For households that also receive Social Security, their SNAP benefit may decrease because of their newly higher Social Security benefit, according to the agency website, with the latter change due to the significant cost of living increase to Social Security benefits that took effect on Jan. 1. 
The Food and Drug Administration’s proposal on Monday to simplify future vaccination approaches, allowing most adults and children to get a once-a-year shot to protect against the mutating virus, was partially prompted by low uptake of the updated bivalent booster. While more than 80% of the U.S. population has had at least one vaccine dose, only 16% of those eligible have received the latest boosters authorized in August, the Associated Press reports. In documents posted online, FDA scientists say many Americans now have “sufficient preexisting immunity” against the coronavirus because of vaccination, infection or a combination of the two. That baseline of protection should be enough to move to an annual booster against the latest strains in circulation and make COVID-19 vaccinations more like the yearly flu shot, according to the agency. For adults with weakened immune systems and very small children, a two-dose combination may be needed for protection. FDA scientists and vaccine companies would study vaccination, infection rates and other data to decide who should receive a single shot versus a two-dose series.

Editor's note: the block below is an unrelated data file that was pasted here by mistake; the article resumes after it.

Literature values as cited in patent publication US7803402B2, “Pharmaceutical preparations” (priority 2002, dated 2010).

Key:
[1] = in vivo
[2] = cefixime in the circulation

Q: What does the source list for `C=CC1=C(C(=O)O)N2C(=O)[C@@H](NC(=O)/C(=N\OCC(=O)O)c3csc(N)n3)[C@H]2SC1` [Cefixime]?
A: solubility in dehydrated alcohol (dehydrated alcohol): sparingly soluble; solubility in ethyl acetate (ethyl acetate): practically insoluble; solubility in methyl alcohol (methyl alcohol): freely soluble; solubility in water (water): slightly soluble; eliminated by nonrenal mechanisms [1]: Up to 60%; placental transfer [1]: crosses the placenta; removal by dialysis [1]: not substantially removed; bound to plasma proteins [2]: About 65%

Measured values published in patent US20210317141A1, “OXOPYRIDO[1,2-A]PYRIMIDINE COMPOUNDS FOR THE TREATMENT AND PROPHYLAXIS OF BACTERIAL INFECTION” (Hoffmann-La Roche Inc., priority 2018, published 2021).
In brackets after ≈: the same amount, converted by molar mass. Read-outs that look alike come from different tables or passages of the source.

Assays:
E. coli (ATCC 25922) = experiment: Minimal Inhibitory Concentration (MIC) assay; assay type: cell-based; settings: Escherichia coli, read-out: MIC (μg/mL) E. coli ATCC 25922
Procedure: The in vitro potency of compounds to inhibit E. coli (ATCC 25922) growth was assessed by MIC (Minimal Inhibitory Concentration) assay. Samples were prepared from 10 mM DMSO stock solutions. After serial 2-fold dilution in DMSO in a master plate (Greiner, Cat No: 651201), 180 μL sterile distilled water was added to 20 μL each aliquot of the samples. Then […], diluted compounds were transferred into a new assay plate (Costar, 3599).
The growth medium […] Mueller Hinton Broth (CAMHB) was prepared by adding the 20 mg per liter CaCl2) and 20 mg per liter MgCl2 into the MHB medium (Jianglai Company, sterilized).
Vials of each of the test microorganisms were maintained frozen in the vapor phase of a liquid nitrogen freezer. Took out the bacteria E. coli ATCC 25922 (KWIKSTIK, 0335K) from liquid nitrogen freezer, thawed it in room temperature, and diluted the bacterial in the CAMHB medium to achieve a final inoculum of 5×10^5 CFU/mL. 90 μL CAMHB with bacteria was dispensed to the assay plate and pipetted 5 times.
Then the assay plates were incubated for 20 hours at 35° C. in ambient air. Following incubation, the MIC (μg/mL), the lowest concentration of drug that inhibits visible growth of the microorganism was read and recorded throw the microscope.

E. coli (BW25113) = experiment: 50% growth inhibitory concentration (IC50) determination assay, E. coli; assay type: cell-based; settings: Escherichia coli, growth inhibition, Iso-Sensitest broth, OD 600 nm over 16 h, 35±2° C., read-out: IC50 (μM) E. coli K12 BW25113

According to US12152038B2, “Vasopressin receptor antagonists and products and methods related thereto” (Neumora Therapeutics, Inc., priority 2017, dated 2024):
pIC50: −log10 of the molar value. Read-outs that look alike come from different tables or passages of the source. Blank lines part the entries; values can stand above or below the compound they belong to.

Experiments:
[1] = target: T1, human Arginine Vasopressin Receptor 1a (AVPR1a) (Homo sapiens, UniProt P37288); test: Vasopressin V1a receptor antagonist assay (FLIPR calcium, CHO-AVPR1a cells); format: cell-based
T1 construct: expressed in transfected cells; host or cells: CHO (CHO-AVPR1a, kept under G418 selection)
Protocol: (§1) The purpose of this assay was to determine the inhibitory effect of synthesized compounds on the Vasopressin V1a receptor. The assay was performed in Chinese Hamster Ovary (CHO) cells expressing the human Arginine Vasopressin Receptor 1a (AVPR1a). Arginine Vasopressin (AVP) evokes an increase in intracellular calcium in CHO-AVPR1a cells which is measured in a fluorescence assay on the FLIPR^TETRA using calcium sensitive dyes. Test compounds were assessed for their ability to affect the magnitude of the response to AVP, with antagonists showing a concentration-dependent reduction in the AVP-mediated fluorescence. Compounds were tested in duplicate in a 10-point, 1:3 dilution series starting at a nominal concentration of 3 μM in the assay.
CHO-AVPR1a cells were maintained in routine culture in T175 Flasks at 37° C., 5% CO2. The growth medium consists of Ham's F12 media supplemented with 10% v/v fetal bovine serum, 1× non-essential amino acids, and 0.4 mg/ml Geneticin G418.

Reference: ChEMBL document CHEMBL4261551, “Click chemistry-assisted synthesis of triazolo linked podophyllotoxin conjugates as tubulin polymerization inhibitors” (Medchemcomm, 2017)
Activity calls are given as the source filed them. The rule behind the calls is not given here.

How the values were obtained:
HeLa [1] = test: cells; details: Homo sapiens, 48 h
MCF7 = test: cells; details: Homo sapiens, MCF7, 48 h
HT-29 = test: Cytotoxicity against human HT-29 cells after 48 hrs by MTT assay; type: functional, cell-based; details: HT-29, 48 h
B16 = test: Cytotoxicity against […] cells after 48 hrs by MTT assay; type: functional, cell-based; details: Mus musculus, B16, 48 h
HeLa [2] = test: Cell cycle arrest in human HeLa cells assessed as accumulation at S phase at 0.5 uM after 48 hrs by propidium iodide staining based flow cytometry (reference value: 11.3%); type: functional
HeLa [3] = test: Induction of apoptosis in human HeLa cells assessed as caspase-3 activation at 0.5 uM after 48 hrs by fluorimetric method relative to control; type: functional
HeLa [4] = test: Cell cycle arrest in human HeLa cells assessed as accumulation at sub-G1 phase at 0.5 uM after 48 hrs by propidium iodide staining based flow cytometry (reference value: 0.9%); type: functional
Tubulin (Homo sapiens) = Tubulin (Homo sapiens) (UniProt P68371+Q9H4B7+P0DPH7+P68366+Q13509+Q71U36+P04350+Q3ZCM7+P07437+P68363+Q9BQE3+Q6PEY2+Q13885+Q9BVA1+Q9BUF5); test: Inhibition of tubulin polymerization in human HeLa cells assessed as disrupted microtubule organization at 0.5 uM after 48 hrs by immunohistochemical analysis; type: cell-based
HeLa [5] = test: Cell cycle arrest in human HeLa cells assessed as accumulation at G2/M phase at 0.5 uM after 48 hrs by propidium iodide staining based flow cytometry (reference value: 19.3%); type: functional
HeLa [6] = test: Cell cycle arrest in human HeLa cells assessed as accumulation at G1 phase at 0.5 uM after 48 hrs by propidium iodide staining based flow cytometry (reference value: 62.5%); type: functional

The latest coronavirus offshoot, an omicron strain called CH.1.1., comprised nearly one-quarter of all cases in England last week, data show. The subvariant is likely to edge out the currently dominant BQ.1 in the United Kingdom, according to a report from the UK Health Security Agency. “Two variants, CH.1.1 and XBB.1.5, appear to have a growth advantage in the UK,” its weekly report said. Since CH.1.1 was discovered in the country in November it has spread to account for 23.1% of all cases in England and could make up as much as 100% of cases in some regions, it said. In a recent study posted to bioRxiv preprint server, Ohio State University researchers found that CH.1.1 showed “extraordinary evasion” to neutralization by the bivalent COVID-19 vaccine. But while CH.1.1 joins XBB.1.5 and CA.3.1 among the subvariants that are growing in proportion globally, infectious disease experts are not certain if the latest strain will drive another wave of cases and hospitalizations. The latest data from UKHSA showed a 26% drop in cases in the U.K. last week compared to the previous week.
Aidin Vaziri is a staff writer at The San Francisco Chronicle.